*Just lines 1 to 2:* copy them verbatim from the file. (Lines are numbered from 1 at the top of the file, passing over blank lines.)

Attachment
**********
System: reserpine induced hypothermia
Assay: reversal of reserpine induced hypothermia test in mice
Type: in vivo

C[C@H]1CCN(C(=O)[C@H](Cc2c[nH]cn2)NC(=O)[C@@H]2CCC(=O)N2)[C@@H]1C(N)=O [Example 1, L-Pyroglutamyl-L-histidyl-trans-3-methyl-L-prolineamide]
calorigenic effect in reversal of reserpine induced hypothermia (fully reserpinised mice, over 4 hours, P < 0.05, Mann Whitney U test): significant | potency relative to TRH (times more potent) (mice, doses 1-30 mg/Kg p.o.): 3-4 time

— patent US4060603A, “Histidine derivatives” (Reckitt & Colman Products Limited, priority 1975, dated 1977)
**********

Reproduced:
System: reserpine induced hypothermia
Assay: reversal of reserpine induced hypothermia test in mice